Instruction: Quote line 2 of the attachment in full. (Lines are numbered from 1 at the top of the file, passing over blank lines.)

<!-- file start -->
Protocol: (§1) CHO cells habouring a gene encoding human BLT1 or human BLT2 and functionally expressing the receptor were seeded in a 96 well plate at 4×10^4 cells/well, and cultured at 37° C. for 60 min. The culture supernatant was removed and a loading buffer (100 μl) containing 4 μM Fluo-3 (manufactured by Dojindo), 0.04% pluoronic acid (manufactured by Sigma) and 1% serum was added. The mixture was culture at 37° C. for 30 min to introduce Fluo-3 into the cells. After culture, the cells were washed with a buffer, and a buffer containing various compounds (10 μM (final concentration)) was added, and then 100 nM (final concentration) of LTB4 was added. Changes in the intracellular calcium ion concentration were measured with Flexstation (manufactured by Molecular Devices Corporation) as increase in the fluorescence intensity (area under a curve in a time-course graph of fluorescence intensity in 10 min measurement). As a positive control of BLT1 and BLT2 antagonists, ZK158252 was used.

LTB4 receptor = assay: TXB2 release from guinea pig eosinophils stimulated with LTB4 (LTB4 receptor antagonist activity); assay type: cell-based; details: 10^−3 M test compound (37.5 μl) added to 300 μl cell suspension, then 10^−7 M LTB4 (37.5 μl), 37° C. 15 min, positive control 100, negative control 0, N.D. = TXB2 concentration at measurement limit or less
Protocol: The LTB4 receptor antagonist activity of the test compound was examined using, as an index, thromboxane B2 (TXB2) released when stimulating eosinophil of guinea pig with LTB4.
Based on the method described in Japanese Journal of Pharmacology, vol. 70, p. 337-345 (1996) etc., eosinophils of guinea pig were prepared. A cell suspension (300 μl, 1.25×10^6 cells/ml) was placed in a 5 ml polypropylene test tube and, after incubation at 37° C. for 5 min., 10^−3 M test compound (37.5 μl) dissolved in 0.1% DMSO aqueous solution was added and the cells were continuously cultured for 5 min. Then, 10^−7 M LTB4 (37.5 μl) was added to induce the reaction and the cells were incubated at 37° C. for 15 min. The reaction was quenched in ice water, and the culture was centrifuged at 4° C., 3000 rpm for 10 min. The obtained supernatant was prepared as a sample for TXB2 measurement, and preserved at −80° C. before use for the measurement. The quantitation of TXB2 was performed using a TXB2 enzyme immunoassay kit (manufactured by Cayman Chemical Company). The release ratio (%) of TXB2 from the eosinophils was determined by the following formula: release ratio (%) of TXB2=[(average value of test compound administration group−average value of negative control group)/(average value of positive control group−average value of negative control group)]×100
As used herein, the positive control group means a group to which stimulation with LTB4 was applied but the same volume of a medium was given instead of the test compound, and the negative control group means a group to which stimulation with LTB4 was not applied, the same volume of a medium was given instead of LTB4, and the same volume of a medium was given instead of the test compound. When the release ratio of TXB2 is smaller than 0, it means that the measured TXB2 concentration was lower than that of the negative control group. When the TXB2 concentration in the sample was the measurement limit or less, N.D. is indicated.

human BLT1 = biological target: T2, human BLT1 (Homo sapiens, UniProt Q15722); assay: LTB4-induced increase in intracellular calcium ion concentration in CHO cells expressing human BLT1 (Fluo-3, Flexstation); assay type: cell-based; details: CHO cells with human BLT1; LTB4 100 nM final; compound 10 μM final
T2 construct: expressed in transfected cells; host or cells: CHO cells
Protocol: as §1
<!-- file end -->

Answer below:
LTB4 receptor = assay: TXB2 release from guinea pig eosinophils stimulated with LTB4 (LTB4 receptor antagonist activity); assay type: cell-based; details: 10^−3 M test compound (37.5 μl) added to 300 μl cell suspension, then 10^−7 M LTB4 (37.5 μl), 37° C. 15 min, positive control 100, negative control 0, N.D. = TXB2 concentration at measurement limit or less